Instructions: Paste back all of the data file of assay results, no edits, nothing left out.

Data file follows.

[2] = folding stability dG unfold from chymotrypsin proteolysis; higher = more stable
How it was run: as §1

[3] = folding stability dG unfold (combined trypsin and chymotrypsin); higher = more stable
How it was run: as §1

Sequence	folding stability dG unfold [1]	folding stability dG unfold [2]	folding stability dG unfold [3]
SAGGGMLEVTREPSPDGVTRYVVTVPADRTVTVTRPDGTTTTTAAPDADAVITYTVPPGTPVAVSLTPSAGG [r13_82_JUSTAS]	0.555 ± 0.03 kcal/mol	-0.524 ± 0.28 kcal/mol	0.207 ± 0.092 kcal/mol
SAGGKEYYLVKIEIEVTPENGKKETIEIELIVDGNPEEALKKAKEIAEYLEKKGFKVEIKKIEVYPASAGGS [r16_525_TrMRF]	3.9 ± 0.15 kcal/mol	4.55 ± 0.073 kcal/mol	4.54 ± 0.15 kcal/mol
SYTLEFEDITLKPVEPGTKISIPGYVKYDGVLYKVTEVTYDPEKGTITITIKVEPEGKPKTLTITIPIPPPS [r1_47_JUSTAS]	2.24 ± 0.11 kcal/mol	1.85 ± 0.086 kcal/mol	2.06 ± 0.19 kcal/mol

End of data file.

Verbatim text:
[2] = folding stability dG unfold from chymotrypsin proteolysis; higher = more stable
How it was run: as §1

[3] = folding stability dG unfold (combined trypsin and chymotrypsin); higher = more stable
How it was run: as §1

Sequence	folding stability dG unfold [1]	folding stability dG unfold [2]	folding stability dG unfold [3]
SAGGGMLEVTREPSPDGVTRYVVTVPADRTVTVTRPDGTTTTTAAPDADAVITYTVPPGTPVAVSLTPSAGG [r13_82_JUSTAS]	0.555 ± 0.03 kcal/mol	-0.524 ± 0.28 kcal/mol	0.207 ± 0.092 kcal/mol
SAGGKEYYLVKIEIEVTPENGKKETIEIELIVDGNPEEALKKAKEIAEYLEKKGFKVEIKKIEVYPASAGGS [r16_525_TrMRF]	3.9 ± 0.15 kcal/mol	4.55 ± 0.073 kcal/mol	4.54 ± 0.15 kcal/mol
SYTLEFEDITLKPVEPGTKISIPGYVKYDGVLYKVTEVTYDPEKGTITITIKVEPEGKPKTLTITIPIPPPS [r1_47_JUSTAS]	2.24 ± 0.11 kcal/mol	1.85 ± 0.086 kcal/mol	2.06 ± 0.19 kcal/mol